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Showing posts from April, 2012

United Bank of Philadelphia in the news again

A recent article on United Bank in Philadelphia appeared in the Philadelphia Inquirer today. While the article accurately quotes some of our research, it carefully ignored other points. Here is what we submitted to the paper:

Consider something as small as the House dress code being applied differently to the Chairman of the Congressional Black Caucus. And there is the more important fact that "redistricting could mean the CBC’s four most senior – and oldest – members will soon be gone." This is an unprecedented level of anti black hostility and threatens to turn the Congressional  racial clock back to pre-reconstruction days. And finally, five of the eight cases before the House House Ethics Committee involve blacks. While I might not agree with their alleged behavior, I know that Black congressmen are not committing 62% of the ethical violations on Capitol Hill. That much is certain. I believe many of these investigations are racially motivated.

From an economic perspective…

Goldman..to Disclose NYC Workers’ Race, Gender Data

From the New York Times,"At the behest of New York City’s public pension funds, two of the biggest financial companies with headquarters in the city, Goldman Sachs and MetLife, have agreed to publicly disclose information about the racial and gender breakdowns of their staffs."

Also see: http://www.nytimes.com/2012/04/16/nyregion/goldman-sachs-and-metlife-to-disclose-staff-diversity-data.html

Also see: http://www.americanbanker.com/bankthink/goldman-has-some-gall-seeking-profit-in-housing-1048229-1.html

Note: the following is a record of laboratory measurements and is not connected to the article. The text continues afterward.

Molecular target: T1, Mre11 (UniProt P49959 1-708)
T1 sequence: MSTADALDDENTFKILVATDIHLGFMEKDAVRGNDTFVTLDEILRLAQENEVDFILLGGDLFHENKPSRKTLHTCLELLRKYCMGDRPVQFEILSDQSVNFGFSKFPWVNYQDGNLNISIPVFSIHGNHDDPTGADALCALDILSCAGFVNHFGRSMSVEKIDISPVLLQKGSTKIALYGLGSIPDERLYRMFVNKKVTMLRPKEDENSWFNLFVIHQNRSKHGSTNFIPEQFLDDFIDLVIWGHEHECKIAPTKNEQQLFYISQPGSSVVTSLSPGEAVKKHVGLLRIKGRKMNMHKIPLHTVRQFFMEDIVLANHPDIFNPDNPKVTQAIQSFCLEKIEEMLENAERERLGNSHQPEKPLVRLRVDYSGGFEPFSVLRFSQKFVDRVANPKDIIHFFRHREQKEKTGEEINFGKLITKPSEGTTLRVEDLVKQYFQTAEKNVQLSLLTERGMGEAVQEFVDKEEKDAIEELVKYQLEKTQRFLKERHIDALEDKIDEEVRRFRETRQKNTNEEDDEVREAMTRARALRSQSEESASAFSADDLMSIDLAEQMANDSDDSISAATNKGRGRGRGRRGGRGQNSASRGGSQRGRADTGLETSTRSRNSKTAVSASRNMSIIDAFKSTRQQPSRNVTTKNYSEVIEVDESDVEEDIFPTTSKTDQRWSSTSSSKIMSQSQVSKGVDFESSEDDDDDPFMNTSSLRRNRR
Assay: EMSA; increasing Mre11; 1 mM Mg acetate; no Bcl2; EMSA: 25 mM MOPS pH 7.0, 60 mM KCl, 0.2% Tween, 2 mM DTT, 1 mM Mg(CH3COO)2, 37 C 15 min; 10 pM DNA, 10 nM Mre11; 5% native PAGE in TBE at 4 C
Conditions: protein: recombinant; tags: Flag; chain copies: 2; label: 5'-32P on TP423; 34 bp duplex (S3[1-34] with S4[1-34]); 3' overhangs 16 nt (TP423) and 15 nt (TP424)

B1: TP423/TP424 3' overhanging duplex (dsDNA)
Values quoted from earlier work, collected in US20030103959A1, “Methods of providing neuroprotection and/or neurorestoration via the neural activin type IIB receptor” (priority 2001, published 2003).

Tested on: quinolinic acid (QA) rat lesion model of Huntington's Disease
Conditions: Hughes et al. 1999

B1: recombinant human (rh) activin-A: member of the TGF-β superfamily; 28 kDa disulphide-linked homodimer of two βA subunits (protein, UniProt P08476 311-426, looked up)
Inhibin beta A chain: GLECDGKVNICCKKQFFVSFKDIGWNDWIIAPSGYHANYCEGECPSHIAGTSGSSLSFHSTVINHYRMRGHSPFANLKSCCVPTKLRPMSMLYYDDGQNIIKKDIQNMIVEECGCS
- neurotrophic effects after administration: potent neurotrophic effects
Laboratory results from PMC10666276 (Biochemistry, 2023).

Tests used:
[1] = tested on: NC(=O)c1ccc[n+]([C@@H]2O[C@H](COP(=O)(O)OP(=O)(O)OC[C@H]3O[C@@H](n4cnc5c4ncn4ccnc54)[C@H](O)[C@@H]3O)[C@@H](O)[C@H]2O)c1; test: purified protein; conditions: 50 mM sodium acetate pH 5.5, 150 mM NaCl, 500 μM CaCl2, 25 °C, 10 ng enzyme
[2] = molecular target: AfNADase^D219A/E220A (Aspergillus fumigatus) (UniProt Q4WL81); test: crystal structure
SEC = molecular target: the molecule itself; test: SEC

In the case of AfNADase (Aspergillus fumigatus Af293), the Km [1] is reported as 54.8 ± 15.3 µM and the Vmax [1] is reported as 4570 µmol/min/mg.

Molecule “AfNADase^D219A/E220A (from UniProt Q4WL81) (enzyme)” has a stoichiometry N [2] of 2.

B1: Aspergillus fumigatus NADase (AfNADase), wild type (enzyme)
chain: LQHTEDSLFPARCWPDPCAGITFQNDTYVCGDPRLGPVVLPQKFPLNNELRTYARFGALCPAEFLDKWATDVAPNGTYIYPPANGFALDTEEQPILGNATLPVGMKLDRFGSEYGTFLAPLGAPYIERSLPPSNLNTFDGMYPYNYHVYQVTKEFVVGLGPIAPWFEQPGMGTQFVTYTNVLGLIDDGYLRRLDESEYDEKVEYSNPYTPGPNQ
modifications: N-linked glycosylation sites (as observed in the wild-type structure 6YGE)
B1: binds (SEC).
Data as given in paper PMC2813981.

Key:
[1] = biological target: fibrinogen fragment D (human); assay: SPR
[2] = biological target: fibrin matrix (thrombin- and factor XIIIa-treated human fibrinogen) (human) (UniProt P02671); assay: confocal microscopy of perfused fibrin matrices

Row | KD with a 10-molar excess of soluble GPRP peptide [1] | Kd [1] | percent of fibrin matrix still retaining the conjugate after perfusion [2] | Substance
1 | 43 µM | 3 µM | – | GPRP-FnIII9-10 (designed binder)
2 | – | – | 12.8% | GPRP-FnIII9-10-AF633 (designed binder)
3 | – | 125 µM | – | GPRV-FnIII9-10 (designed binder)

Goldman and the Housing Market

I recently wrote an opinion piece for the American Banker Newspaper website. The article is on Goldman's new housing fund.

It was Goldman's mark to market on the Bear Housing Fund that triggered the liquidity part of the housing crisis. They then went into the Fed to become a bank. Subsequently, they got $2 trillion in funding. Now, they are playing the upside, this after denying any meaningful role in the financial crisis (God's work) and after multiple severe securities market violations. My point is that, given this track record, they are lucky to be around, much less raising money for a mega housing fund.

One would be justified in being concerned that their actions with respect to the new Fund, despite what they might say, will not help the market and country work it's way out of the housing crisis, just when we are beginning to recover.

It's like letting someone with the flu in your house just after you got over pneumonia. Not a good idea.

The point is to a…

Minority Business Contracting at the Fed

The BOARD OF GOVERNORS OF THE FEDERAL RESERVE SYSTEM released its Report to the Congress on the Office of Minority and Women Inclusion. March 2012.

We note that "During 2011, the Board’s procurement contracts for goods and services totaled $125,070,569. Of this total, $15,414,147, or 12.3 percent, was awarded to minority-owned or women-owned businesses.

Specific awards by contractor classification are as follows
• minority-owned businesses (excludes women owned businesses) = $9,028,526 (7.2 percent of total);
• women-owned businesses (excludes minority women) = $4,237,038 (3.4 percent of total); and
• minority women-owned businesses = $2,148,583 (1.7 percent of total)."

http://federalreserve.gov/publications/other-reports/files/omwi-report-20120402.pdf

Federal Reserve Bank of Kansas City First to release OMWI Report to Congress

The Federal Reserve Bank of Kansas City released their Office of Women and Minority Inclusion (OMWI) Report to Congress today. (See: http://www.kc.frb.org/publicat/aboutus/2011-omwi-congress-report.pdf)

They are the first OMWI Office to do so.

Under the terms of the statute (Dodd/Frank Section 342) all OMWI offices will have to release a report to Congress on their initial activities.

The 21 page Report covers employment diversity, business inclusion and outreach in a pretty standard way. Their track record in this area is solid.

Of course, the Federal Reserve Bank of Kansas City is the only one with a woman CEO. This appears to have helped. (In the interst of full disclosure, let me note that I spoke at a Bank Symposium on Minority-owned banks. This was, however, some time ago....)